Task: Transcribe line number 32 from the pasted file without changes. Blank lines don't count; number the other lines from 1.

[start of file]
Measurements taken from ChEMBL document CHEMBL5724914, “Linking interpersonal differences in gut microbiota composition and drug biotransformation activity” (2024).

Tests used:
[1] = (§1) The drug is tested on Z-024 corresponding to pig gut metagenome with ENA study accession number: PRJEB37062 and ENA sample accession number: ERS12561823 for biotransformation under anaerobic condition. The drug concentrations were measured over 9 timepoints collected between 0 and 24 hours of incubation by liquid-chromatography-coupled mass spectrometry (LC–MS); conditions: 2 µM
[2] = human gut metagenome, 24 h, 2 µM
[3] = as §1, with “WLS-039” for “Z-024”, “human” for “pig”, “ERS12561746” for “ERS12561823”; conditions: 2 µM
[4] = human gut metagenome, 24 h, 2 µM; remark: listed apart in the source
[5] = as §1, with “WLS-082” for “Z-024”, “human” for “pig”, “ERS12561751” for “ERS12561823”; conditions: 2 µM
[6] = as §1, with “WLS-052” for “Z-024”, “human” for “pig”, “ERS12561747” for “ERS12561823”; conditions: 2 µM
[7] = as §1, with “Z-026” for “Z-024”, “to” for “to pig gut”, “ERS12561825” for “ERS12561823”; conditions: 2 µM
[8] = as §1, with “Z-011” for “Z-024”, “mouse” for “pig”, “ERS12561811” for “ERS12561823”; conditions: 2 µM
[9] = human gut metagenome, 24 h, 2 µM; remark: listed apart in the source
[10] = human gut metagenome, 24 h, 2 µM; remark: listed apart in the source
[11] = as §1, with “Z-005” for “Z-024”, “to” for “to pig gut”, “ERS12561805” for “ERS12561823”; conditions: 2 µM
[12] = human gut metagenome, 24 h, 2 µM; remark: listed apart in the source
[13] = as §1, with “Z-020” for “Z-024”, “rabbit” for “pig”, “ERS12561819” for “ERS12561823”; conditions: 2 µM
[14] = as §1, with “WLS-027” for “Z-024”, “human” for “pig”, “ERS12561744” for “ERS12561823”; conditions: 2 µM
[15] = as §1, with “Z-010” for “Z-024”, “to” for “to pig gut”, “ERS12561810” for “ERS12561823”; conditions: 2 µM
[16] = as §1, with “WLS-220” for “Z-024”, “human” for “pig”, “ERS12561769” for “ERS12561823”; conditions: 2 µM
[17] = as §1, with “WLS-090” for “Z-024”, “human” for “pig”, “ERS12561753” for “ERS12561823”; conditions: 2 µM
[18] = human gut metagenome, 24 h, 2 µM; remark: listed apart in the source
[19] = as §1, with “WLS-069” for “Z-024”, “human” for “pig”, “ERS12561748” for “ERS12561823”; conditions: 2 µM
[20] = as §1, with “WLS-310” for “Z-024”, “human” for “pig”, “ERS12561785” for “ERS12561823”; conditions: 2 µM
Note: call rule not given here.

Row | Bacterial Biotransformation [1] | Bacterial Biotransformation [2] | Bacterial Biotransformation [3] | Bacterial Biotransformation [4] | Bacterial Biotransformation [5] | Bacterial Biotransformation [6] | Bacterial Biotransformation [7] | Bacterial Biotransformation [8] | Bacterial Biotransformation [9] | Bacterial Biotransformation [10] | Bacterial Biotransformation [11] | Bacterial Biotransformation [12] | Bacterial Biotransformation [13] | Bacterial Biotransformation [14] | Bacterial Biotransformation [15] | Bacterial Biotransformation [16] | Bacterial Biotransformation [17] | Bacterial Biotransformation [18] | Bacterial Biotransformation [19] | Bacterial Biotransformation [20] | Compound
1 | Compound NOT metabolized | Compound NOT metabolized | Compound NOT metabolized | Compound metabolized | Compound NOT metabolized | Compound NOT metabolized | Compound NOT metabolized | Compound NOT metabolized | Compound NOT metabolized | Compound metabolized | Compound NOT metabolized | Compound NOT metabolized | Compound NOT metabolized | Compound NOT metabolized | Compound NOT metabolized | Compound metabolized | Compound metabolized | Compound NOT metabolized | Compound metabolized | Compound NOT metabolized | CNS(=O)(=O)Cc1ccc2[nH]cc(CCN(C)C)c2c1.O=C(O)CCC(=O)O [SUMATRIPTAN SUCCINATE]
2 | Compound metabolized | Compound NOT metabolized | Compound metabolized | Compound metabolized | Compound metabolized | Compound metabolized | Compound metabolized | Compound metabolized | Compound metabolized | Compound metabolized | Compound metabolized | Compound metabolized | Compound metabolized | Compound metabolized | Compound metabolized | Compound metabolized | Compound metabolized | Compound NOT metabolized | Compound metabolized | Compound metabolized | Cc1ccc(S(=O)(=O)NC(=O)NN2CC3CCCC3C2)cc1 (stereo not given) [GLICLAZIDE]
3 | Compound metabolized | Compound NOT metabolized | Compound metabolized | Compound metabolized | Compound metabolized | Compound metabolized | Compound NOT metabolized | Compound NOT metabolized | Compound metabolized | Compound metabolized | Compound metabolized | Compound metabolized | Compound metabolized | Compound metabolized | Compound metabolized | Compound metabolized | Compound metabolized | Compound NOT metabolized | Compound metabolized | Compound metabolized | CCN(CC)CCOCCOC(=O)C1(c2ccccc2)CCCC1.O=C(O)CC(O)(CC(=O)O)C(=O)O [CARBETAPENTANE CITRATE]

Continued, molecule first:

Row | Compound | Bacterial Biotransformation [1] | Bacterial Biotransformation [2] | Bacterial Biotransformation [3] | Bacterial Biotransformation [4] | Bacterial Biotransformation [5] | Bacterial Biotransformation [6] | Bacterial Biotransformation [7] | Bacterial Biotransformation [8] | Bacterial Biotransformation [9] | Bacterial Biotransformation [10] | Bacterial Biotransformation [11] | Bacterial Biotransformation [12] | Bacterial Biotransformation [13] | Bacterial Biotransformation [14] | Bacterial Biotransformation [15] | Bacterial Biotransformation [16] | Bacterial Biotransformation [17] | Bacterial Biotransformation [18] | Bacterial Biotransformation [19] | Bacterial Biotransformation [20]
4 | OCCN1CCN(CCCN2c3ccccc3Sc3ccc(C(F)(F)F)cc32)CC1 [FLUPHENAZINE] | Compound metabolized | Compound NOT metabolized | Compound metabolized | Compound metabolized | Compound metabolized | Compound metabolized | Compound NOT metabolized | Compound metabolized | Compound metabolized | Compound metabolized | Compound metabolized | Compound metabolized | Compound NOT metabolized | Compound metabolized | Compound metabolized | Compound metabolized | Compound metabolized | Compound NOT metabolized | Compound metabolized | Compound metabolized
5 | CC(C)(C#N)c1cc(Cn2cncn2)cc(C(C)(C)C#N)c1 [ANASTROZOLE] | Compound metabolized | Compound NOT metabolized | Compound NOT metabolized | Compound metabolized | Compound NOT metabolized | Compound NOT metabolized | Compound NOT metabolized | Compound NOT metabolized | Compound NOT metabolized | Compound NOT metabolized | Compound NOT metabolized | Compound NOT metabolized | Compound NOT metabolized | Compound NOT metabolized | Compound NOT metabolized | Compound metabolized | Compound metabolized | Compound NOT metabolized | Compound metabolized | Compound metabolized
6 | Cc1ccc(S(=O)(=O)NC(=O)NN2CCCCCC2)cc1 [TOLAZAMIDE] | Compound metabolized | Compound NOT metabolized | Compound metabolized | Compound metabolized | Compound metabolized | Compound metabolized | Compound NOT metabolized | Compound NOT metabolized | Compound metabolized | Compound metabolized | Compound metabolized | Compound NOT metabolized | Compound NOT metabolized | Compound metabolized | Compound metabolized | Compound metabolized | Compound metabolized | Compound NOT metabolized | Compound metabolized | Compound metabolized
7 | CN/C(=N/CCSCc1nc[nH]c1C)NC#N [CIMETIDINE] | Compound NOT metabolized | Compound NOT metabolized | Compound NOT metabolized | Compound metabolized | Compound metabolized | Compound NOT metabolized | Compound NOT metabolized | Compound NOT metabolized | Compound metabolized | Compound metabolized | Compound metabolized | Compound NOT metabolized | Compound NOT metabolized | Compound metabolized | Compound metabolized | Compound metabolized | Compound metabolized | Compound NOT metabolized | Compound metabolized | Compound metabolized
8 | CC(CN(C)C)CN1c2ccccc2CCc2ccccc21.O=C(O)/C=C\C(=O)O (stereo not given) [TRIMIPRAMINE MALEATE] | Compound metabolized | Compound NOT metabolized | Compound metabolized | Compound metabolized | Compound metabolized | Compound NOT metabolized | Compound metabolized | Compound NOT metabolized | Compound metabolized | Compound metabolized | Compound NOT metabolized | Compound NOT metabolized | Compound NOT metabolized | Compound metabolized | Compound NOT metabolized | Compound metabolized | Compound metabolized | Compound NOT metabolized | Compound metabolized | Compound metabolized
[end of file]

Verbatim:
6 | Cc1ccc(S(=O)(=O)NC(=O)NN2CCCCCC2)cc1 [TOLAZAMIDE] | Compound metabolized | Compound NOT metabolized | Compound metabolized | Compound metabolized | Compound metabolized | Compound metabolized | Compound NOT metabolized | Compound NOT metabolized | Compound metabolized | Compound metabolized | Compound metabolized | Compound NOT metabolized | Compound NOT metabolized | Compound metabolized | Compound metabolized | Compound metabolized | Compound metabolized | Compound NOT metabolized | Compound metabolized | Compound metabolized